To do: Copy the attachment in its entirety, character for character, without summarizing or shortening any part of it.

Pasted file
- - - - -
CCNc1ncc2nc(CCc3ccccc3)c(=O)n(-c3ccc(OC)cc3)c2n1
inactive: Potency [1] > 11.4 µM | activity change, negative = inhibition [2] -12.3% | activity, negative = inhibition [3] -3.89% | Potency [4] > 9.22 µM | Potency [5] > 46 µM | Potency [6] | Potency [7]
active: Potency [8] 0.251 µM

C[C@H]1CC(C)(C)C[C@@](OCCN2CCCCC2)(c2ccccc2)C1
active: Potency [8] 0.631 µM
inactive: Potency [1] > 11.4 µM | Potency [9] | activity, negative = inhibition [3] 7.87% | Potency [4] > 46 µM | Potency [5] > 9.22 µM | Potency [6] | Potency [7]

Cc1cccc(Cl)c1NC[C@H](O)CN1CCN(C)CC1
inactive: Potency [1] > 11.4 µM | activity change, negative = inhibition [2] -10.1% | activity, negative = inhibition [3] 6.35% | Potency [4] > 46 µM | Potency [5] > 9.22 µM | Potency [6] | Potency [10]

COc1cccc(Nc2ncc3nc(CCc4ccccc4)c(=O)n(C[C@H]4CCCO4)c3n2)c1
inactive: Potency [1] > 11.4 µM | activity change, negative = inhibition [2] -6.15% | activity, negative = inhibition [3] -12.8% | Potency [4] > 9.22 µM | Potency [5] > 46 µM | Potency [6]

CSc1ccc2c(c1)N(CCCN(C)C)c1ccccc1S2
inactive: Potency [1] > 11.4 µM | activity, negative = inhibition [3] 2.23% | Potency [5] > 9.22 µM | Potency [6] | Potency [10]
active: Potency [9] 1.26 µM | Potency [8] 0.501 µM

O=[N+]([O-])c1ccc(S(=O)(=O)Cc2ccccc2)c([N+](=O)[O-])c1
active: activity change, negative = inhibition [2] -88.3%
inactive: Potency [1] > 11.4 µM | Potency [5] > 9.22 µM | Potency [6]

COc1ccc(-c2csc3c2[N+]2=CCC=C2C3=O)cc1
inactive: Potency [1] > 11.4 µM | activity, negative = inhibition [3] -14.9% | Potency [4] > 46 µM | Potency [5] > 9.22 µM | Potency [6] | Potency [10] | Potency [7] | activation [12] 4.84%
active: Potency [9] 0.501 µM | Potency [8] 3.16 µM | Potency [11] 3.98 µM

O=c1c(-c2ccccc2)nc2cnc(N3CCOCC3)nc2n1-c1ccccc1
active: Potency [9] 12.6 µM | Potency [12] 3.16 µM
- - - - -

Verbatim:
CCNc1ncc2nc(CCc3ccccc3)c(=O)n(-c3ccc(OC)cc3)c2n1
inactive: Potency [1] > 11.4 µM | activity change, negative = inhibition [2] -12.3% | activity, negative = inhibition [3] -3.89% | Potency [4] > 9.22 µM | Potency [5] > 46 µM | Potency [6] | Potency [7]
active: Potency [8] 0.251 µM

C[C@H]1CC(C)(C)C[C@@](OCCN2CCCCC2)(c2ccccc2)C1
active: Potency [8] 0.631 µM
inactive: Potency [1] > 11.4 µM | Potency [9] | activity, negative = inhibition [3] 7.87% | Potency [4] > 46 µM | Potency [5] > 9.22 µM | Potency [6] | Potency [7]

Cc1cccc(Cl)c1NC[C@H](O)CN1CCN(C)CC1
inactive: Potency [1] > 11.4 µM | activity change, negative = inhibition [2] -10.1% | activity, negative = inhibition [3] 6.35% | Potency [4] > 46 µM | Potency [5] > 9.22 µM | Potency [6] | Potency [10]

COc1cccc(Nc2ncc3nc(CCc4ccccc4)c(=O)n(C[C@H]4CCCO4)c3n2)c1
inactive: Potency [1] > 11.4 µM | activity change, negative = inhibition [2] -6.15% | activity, negative = inhibition [3] -12.8% | Potency [4] > 9.22 µM | Potency [5] > 46 µM | Potency [6]

CSc1ccc2c(c1)N(CCCN(C)C)c1ccccc1S2
inactive: Potency [1] > 11.4 µM | activity, negative = inhibition [3] 2.23% | Potency [5] > 9.22 µM | Potency [6] | Potency [10]
active: Potency [9] 1.26 µM | Potency [8] 0.501 µM

O=[N+]([O-])c1ccc(S(=O)(=O)Cc2ccccc2)c([N+](=O)[O-])c1
active: activity change, negative = inhibition [2] -88.3%
inactive: Potency [1] > 11.4 µM | Potency [5] > 9.22 µM | Potency [6]

COc1ccc(-c2csc3c2[N+]2=CCC=C2C3=O)cc1
inactive: Potency [1] > 11.4 µM | activity, negative = inhibition [3] -14.9% | Potency [4] > 46 µM | Potency [5] > 9.22 µM | Potency [6] | Potency [10] | Potency [7] | activation [12] 4.84%
active: Potency [9] 0.501 µM | Potency [8] 3.16 µM | Potency [11] 3.98 µM

O=c1c(-c2ccccc2)nc2cnc(N3CCOCC3)nc2n1-c1ccccc1
active: Potency [9] 12.6 µM | Potency [12] 3.16 µM